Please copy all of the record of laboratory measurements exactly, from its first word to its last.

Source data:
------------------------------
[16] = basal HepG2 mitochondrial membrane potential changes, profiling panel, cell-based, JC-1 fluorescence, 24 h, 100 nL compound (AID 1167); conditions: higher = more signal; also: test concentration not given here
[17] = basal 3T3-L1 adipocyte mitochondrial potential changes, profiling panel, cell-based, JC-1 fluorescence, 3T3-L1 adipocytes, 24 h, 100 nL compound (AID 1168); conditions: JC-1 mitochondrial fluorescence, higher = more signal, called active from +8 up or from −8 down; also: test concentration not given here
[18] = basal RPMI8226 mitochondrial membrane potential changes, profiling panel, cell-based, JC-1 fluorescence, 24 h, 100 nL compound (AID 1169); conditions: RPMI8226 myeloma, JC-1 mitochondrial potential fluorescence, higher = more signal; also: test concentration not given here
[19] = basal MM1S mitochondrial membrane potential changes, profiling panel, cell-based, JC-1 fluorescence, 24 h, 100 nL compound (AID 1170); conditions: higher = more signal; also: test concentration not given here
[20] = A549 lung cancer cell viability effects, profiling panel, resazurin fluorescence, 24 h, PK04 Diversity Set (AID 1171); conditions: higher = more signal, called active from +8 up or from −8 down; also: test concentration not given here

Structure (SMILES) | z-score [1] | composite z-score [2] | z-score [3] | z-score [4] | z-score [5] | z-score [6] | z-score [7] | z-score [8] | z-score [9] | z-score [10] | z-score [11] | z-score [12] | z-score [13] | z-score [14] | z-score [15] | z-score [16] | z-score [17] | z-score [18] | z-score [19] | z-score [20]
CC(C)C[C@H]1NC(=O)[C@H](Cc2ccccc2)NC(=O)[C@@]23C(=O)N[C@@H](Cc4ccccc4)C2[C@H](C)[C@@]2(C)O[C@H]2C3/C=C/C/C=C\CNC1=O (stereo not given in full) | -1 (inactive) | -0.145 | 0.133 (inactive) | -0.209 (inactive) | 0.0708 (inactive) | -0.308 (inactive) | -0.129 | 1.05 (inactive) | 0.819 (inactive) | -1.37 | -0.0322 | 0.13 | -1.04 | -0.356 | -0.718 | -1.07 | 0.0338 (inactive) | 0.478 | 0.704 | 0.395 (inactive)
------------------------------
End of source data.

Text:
[16] = basal HepG2 mitochondrial membrane potential changes, profiling panel, cell-based, JC-1 fluorescence, 24 h, 100 nL compound (AID 1167); conditions: higher = more signal; also: test concentration not given here
[17] = basal 3T3-L1 adipocyte mitochondrial potential changes, profiling panel, cell-based, JC-1 fluorescence, 3T3-L1 adipocytes, 24 h, 100 nL compound (AID 1168); conditions: JC-1 mitochondrial fluorescence, higher = more signal, called active from +8 up or from −8 down; also: test concentration not given here
[18] = basal RPMI8226 mitochondrial membrane potential changes, profiling panel, cell-based, JC-1 fluorescence, 24 h, 100 nL compound (AID 1169); conditions: RPMI8226 myeloma, JC-1 mitochondrial potential fluorescence, higher = more signal; also: test concentration not given here
[19] = basal MM1S mitochondrial membrane potential changes, profiling panel, cell-based, JC-1 fluorescence, 24 h, 100 nL compound (AID 1170); conditions: higher = more signal; also: test concentration not given here
[20] = A549 lung cancer cell viability effects, profiling panel, resazurin fluorescence, 24 h, PK04 Diversity Set (AID 1171); conditions: higher = more signal, called active from +8 up or from −8 down; also: test concentration not given here

Structure (SMILES) | z-score [1] | composite z-score [2] | z-score [3] | z-score [4] | z-score [5] | z-score [6] | z-score [7] | z-score [8] | z-score [9] | z-score [10] | z-score [11] | z-score [12] | z-score [13] | z-score [14] | z-score [15] | z-score [16] | z-score [17] | z-score [18] | z-score [19] | z-score [20]
CC(C)C[C@H]1NC(=O)[C@H](Cc2ccccc2)NC(=O)[C@@]23C(=O)N[C@@H](Cc4ccccc4)C2[C@H](C)[C@@]2(C)O[C@H]2C3/C=C/C/C=C\CNC1=O (stereo not given in full) | -1 (inactive) | -0.145 | 0.133 (inactive) | -0.209 (inactive) | 0.0708 (inactive) | -0.308 (inactive) | -0.129 | 1.05 (inactive) | 0.819 (inactive) | -1.37 | -0.0322 | 0.13 | -1.04 | -0.356 | -0.718 | -1.07 | 0.0338 (inactive) | 0.478 | 0.704 | 0.395 (inactive)